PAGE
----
July 1st was the big hike.  If you've been following along the Two for the Summit features you know that Matt and I have been hiking a summit each month gearing up for our big physical challenge of 2011; Mt. Washington.  It was by far the hardest and most incredible thing I've ever done.  This is a picture heavy post but it's so worth it! 
Mt. Washington is the tallest in New England standing at 6,288 ft.  Getting to the top and back was quite the accomplishment.
The first 2.4 miles of the hike is relatively easy - and follows a rushing river

About 3 miles in we hit the Alpine Zone - now the weather changes - we couldn't see a thing!

Simply a really awesome photo of us! Certainly Christmas card material

Approaching the basin of Tuckerman's Ravine

The basin of Tuckerman's Ravine and the first clear view of it due to all the fog.  People ski these 55 degree slopes!

About halfway up the Ravine - I look so small! This really puts the mountain in perspective.

This shot is from Tuckerman's Junction.  We had about .8 miles to the top, in the hardest terrain of the day.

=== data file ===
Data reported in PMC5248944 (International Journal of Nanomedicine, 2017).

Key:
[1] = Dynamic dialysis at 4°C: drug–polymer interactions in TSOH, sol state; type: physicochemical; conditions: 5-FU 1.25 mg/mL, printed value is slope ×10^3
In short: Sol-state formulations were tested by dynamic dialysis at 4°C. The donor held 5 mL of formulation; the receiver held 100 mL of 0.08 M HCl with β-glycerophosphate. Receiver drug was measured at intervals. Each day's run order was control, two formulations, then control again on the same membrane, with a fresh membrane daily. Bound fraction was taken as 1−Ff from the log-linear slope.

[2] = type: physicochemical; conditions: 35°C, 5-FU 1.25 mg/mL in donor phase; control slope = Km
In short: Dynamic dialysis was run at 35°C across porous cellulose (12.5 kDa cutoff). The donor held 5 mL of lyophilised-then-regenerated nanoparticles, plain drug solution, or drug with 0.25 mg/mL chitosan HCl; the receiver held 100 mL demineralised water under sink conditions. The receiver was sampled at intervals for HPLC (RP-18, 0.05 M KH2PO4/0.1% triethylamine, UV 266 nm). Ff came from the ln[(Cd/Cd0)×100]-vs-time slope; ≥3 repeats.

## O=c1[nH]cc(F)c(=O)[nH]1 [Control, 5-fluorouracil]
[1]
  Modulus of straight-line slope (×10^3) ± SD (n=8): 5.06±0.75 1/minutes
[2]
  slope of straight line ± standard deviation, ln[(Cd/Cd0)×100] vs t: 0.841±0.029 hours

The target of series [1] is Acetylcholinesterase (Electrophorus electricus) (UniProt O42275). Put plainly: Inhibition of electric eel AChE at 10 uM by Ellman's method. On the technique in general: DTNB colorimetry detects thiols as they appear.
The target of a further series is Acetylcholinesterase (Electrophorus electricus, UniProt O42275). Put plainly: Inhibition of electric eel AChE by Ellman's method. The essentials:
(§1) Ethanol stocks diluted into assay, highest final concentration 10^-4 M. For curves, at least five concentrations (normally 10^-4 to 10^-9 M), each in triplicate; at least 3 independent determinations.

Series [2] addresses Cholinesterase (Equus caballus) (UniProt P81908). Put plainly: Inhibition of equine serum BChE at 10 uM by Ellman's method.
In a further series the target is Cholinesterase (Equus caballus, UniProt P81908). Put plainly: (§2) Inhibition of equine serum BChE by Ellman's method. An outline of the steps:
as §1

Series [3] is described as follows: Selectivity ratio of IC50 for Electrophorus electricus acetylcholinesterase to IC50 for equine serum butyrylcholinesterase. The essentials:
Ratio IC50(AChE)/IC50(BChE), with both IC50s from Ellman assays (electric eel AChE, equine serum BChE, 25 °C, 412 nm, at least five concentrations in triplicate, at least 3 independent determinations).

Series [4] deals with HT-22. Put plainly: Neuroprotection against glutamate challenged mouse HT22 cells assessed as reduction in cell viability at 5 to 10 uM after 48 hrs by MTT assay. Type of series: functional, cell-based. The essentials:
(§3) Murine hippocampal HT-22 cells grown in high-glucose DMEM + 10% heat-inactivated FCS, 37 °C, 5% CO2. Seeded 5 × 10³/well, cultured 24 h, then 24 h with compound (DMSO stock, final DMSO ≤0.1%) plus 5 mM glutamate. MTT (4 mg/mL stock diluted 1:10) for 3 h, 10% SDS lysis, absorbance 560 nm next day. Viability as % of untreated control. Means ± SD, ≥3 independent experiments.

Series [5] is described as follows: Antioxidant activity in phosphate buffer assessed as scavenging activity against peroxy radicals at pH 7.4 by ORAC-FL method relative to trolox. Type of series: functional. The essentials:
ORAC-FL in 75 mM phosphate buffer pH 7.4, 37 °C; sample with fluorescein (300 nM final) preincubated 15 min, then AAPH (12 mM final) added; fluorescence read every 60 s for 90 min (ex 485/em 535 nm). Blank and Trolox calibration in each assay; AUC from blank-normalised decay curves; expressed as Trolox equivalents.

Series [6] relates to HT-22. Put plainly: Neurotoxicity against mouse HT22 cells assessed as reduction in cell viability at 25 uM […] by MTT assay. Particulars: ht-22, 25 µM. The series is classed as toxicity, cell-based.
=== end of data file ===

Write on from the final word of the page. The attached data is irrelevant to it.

And we made it!  We're on top of all of New England!  It's a little weird because both cars and a train bring tourists to the top of Mt. Washington - but they all were impressed with the hikers and took our summit photos.

You can't hike Mt. Washington without encountering some kind of weather.
On the descent we hit a downpour for about 20 minutes - boy was that rain cold!

We were rewarded for enduring the downpour with a rainbow over the valley, I'll take it.

Matt putting the rain gear away for the rest of the trip down.

We took Lion's Head trail for the descent.  Note for the future: this was probably harder than Tuckerman's.

We got back to the hermit lake shelters at about 5:30 PM, we had 2.4 miles left to get back to the car, what an incredible day.

Have you hiked a mountain this summer? You should! Check out All Trails for a summit near you!  You'll be surprised at what you find in your own backyard. 

Thanks for taking the time to check our of photos of the hike!

Check out the other Summits we've hiked:
March: Hollywood Sign  Los Angeles, CA
April: Washusett Mountain - MA
May: Sleeping Giant - CT
June: Mt. Monadnock -NH
July: Mt. Washington - NH